There are lots of folks who, as a result of the pandemic, have been made unemployed. There are lots of folks who are struggling to pay bills, to teach their children, to feed mouths, to maintain some sense of sanity as they obey strict stay-at-home orders. There are, in short, lots of good people and businesses to worry about these days. But here’s one group we’re not worried about: elite universities writing off significant losses for 2020. Come on…is Harvard’s financial situation really keeping you up at night these days?
University Endowments Aren’t What They Were in February
Every university is feeling the pain and our nation’s most prestigious universities are no exception. After all, lost room and board fees aside, the endowments of these schools are heavily invested — in private equity funds, hedge funds, real estate, public equities, and more. At Harvard, as an example, as Ellen M. Burstein and Camille G. Caldera report for The Harvard Crimson in a piece with a slightly exaggerated title, “COVID-19 Leaves Harvard in ‘Grave’ Financial Situation, Experts Say,” “Harvard retains most of its wealth in the endowment, which totalled $40.9 billion in June 2019. It’s also the single largest source of revenue supporting the University, comprising 35 percent of its operating budget. Darrell Duffie, a professor at Stanford University’s Graduate School of Business, said Harvard’s endowment will likely shrink due to the volatility in the market. ‘Financial markets are reflecting a very big macroeconomic shock,’ Duffie said. ‘What was 40 billion is going to be a lot less by the time the devaluations are marked into it.'”
These Losses Are Across the Board
And it’s not like Harvard is alone. At Dartmouth, as Andrew Sasser reports for The Dartmouth in a piece entitled “College projects $83 million loss in revenue for fiscal year 2020,” “According to [chief financial officer Mike] Wagner, of the $83 million in projected losses, $51 million is based on losses in operating income, including losses related to room and board fees, investment income shortfall, professional schools and unrestricted gifts. The other $32 million is based on anticipated losses in investments. Wagner added that while the College has a $19 million surplus for the 2020 fiscal year, most of that surplus has already been earmarked for future projects.”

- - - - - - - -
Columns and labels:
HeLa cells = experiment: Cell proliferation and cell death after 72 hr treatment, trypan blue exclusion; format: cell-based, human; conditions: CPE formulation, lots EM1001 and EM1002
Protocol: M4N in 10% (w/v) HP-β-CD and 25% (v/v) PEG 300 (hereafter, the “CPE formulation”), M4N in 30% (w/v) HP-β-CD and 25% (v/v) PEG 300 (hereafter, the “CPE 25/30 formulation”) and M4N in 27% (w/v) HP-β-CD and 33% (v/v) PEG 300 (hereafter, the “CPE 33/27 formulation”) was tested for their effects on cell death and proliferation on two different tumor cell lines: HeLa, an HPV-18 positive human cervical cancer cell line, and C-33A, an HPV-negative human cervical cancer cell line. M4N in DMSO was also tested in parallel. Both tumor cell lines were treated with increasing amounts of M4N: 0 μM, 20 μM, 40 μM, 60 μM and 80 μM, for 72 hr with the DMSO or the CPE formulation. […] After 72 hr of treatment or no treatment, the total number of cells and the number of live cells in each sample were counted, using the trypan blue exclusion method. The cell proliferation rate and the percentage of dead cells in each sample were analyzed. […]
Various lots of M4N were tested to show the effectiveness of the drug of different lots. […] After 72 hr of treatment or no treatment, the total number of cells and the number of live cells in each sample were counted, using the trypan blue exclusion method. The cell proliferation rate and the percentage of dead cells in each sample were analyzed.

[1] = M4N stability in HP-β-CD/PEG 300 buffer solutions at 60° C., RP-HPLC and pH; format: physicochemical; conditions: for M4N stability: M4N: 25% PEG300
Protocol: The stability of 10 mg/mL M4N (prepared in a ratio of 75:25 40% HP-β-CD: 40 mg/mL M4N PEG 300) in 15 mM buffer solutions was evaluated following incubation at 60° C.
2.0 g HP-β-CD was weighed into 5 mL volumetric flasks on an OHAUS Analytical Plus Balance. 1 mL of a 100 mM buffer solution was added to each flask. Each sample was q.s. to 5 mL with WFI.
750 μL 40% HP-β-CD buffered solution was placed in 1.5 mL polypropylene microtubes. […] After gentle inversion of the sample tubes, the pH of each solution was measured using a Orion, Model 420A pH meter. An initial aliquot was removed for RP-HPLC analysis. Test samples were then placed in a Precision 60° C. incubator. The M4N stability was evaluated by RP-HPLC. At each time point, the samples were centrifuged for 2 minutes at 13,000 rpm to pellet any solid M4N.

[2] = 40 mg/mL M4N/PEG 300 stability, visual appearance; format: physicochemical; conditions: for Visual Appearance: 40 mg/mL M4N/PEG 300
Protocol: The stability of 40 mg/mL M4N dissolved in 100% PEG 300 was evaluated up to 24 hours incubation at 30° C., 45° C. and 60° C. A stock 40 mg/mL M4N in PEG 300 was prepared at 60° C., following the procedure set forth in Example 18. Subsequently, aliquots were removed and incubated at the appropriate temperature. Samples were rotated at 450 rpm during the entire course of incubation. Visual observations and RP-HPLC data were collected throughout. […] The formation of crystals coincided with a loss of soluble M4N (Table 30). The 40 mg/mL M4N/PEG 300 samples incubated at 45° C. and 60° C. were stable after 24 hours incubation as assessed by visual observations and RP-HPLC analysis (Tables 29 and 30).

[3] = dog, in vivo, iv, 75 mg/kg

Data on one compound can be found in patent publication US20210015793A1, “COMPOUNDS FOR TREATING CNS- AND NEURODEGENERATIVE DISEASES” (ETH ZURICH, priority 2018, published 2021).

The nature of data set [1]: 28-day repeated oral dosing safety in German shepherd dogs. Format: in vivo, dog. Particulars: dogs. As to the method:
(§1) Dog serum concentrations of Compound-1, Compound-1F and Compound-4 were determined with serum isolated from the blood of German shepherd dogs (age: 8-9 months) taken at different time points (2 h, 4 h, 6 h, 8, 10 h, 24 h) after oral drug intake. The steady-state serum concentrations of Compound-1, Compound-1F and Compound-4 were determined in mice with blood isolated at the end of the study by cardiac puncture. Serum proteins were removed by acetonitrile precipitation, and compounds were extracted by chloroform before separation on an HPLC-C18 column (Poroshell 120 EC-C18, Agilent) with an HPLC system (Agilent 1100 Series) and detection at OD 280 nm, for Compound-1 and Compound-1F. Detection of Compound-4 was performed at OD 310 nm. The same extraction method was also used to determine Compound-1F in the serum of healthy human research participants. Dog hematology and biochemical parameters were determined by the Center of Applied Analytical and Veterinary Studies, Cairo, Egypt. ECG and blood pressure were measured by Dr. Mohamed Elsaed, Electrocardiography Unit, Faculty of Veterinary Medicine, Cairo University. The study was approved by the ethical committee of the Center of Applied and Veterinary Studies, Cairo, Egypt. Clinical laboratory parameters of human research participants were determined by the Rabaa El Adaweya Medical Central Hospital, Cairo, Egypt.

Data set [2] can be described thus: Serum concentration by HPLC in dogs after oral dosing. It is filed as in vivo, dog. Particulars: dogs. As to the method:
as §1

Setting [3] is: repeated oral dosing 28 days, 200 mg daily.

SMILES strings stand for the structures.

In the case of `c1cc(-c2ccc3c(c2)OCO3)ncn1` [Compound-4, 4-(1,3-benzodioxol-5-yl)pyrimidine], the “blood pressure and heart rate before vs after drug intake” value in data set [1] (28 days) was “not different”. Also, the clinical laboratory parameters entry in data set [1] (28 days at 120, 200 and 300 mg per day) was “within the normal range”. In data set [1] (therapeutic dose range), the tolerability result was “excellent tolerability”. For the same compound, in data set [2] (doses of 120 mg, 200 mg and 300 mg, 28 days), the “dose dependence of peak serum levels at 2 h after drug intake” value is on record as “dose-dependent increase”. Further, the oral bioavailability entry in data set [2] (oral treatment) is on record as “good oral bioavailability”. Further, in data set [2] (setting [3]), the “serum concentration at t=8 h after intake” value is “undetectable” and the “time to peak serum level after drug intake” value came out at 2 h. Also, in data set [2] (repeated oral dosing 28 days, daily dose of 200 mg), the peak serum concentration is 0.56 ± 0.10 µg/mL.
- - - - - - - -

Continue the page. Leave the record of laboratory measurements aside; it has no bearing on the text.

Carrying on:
But Don’t Lose Sleep Over University Revenue Dips
So, yes, even the deep-pocketed Ivy League institutions are grappling with financial losses this year. As the Associated Press reports in a piece with another exaggerated title, “Financial Hits Pile Up for Colleges as Some Fight to Survive,” “Even colleges with deep reserves are expecting a painful financial blow from the pandemic. Brown University was among the first to announce a hiring freeze, citing ‘dramatic reductions in revenue.’ Yale University followed on March 31, asking departments to update budgets in preparation of a ‘significant loss’ in revenue.” Just how far the endowments dip at our nation’s elite universities remains to be seen but we’ll be reporting on the figures in the weeks to come. Stay tuned.
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